Assuming its audience to be in the know about the significance of the date, the Danish TV series under this title seems to vindicate Lord Palmerston‘s bon mot (referred to in my earlier blog on ‘Territorialism Follies’) that the issue was beyond comprehension. Danish viewers in any case must have understood the message. Others at least learn about a nationalistic fervour making Denmark embark on absorbing Schleswig – of which the Danish king in his capacity as a German prince was the rightful sovereign – into a unitary Danish nation-state. Other German sovereigns saw this as casus belli, so Austria sent a navy squadron and Prussia its modern army giving the Danes a devastating blow. (Within a couple of years, but this is a different story, Prussia would turn on her Austrian ally, making her into the junior partner she remained until her empire dissipated in 1918.)
Discussing Danish history, amongst others, Cooper (2021) helps in understanding, not only this episode, but also Danish exceptionalism ever since. So, after Brexit, Denmark is for instance the only country with an opt-out from the Euro (while at the same time aligning the Kroner with the common currency, whereas Sweden without one refuses to honour its obligation to exchange her Kroner for the Euro). However, the other opt-out from EU citizenship is the most telling, garnering, as it did, the largest majority in subsequent referenda against rescinding it. This until, emulating the Danish position of EU citizenship being merely an add-on to national citizenship (a matter discussed in ‘The EU a Tangle’) the Treaty of Amsterdam made this opt-out meaningless. (See: https://en.wikipedia.org/wiki/Danish_opt-outs_from_the_European_Union)
More relevant is the, exceedingly tough Danish position concerning refugees. Not even emulating Australia off-shoring them is beyond the pale, nor taking the valuables of refugees to pay for their upkeep. The nationalists wanting a homeland for all Danes, Cooper’s explanation for the desire to incorporate Schleswig in the 19th century, still seems to hold.
It is a position that sells well, not only in Denmark. Which is why it is sobering to go deeper into Cooper’s take on the situation in 1864. The catastrophe, he notes, ’…came not from a miscalculation but from a failure to calculate at all. Denmark was swept along on a torrent of national feeling, and the belief that their cause was right and would therefore triumph.’ (2021, 114) Only one player considered to be an outsider, the new king speaking Danish with a German accent had his misgivings. But ‘…Denmark was now a democracy and he had no power.‘ (ibid)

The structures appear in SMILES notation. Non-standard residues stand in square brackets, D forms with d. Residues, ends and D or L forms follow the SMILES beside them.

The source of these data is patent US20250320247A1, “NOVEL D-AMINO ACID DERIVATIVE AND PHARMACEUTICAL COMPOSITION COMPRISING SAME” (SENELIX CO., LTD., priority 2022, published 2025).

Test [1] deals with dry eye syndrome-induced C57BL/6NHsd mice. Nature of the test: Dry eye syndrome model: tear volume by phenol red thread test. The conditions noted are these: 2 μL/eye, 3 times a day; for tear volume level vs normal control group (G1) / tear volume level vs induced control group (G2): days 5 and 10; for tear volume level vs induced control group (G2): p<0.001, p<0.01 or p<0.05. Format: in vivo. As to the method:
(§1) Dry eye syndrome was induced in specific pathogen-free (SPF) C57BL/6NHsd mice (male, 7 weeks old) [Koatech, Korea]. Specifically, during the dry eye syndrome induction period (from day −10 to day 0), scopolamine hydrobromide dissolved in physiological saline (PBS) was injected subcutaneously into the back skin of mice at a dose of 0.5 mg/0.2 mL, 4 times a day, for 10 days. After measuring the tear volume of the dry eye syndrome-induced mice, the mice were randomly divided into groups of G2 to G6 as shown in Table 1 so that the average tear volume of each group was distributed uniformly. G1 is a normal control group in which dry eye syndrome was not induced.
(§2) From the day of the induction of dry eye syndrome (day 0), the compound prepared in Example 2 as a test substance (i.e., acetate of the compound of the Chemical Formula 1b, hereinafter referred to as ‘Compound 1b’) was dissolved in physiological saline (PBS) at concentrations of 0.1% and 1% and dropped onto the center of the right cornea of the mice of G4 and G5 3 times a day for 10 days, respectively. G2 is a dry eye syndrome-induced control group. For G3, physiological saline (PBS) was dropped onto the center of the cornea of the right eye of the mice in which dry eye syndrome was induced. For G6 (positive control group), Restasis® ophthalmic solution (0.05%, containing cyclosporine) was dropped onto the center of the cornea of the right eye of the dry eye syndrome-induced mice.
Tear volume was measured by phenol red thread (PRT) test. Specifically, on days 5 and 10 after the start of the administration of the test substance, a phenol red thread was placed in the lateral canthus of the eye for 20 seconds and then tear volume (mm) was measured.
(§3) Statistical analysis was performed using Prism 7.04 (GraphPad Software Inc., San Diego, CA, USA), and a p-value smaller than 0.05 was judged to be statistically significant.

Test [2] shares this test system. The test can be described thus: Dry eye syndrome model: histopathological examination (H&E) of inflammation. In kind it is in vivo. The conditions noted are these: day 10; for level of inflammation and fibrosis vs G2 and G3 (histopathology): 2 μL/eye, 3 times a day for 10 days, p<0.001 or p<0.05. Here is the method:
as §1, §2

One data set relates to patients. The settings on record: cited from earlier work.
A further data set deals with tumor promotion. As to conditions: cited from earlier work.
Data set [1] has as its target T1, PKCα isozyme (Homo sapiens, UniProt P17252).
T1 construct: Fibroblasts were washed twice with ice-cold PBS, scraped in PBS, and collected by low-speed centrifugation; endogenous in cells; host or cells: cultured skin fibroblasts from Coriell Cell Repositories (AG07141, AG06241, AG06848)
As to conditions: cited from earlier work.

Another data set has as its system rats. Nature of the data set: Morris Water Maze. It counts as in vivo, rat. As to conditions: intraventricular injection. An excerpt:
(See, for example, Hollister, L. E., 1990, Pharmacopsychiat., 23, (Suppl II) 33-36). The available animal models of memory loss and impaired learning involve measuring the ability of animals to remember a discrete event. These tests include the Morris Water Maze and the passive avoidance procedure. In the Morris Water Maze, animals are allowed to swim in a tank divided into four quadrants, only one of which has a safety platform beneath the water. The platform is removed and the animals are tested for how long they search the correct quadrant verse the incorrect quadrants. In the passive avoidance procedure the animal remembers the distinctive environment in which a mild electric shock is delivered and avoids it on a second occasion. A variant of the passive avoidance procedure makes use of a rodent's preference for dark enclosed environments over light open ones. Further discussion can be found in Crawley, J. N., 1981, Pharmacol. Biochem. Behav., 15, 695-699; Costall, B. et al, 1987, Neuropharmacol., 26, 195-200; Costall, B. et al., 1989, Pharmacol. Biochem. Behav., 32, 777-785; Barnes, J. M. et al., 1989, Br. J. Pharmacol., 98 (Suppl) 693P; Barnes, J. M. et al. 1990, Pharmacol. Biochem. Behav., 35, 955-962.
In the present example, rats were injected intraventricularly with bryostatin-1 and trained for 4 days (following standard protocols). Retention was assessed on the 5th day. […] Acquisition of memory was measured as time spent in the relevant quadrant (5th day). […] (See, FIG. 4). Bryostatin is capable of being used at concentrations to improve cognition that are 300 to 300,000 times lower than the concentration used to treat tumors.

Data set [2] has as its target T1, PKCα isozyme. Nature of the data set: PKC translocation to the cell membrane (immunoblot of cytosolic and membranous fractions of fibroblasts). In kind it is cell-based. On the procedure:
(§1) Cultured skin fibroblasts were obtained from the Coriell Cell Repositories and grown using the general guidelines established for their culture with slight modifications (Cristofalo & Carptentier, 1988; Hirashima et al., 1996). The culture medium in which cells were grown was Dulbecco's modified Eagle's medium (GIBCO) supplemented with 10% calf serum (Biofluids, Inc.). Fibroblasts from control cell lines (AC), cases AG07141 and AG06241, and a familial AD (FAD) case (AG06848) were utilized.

Which shows the problematics of the production of democratic legitimacy. It’s not that the people have the ultimate say, rather that it’s the people of, more or less artificially created national territories rather than the people affected that has the last say. Denmark’s one-time foreign minister in the twentieth century, Cooper says, saw this clearly. He wrote there to be a widespread perception ‘…that Denmark’s foreign policy is determined by the Danish government and parliament. … In fact Danish foreign policy is determined by factors over which the Danish government and parliament can exert very little influence.’ (Ibid) Cooper praises him for having understood this lesson and steering his country — a different story, this — relatively unscathed through the troubled waters of the twentieth century. But this is a difficult sell in election campaigns, even though this awareness is badly needed, and not only in small countries for that. So, beware of what, with deliberate provocation, I call the democratic illusion of elections being the royal road to rendering self-determination operational. What is also badly needed is to be willing and able to calculate the costs.
Cooper (2021) The Ambassadors: Thinking about Diplomacy from Machiavelli to Modern Times, Weidenfeld & Nicholson, London.